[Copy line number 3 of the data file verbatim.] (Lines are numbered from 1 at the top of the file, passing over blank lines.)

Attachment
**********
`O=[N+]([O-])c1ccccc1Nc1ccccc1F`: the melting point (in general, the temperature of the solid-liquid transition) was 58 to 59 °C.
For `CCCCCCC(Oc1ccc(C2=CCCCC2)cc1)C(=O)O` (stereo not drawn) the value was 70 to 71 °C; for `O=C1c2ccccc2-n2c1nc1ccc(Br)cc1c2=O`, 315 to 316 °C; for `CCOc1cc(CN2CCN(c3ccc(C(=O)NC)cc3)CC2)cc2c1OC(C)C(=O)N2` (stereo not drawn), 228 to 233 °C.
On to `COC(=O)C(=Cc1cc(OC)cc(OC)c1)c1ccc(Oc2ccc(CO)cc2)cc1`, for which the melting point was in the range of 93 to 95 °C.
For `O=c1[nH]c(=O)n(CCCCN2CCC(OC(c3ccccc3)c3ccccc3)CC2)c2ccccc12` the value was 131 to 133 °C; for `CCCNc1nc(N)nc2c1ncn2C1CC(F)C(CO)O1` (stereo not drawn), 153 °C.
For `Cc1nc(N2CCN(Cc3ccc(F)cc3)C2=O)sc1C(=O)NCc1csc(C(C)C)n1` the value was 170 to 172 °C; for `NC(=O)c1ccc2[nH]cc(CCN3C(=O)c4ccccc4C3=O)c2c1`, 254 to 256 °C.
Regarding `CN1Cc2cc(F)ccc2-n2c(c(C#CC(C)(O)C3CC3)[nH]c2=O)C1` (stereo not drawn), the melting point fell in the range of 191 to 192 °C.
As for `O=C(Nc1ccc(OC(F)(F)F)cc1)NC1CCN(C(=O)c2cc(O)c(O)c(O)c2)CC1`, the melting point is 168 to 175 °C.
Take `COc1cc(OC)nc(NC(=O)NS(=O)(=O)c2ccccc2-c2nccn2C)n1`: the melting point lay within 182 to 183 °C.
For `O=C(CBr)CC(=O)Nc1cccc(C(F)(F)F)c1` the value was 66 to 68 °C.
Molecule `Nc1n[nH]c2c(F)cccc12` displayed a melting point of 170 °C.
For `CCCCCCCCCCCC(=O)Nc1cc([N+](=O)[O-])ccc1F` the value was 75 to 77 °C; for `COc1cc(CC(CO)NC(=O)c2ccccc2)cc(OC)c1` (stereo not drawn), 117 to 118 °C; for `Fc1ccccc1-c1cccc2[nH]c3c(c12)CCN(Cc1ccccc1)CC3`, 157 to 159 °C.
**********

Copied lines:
On to `COC(=O)C(=Cc1cc(OC)cc(OC)c1)c1ccc(Oc2ccc(CO)cc2)cc1`, for which the melting point was in the range of 93 to 95 °C.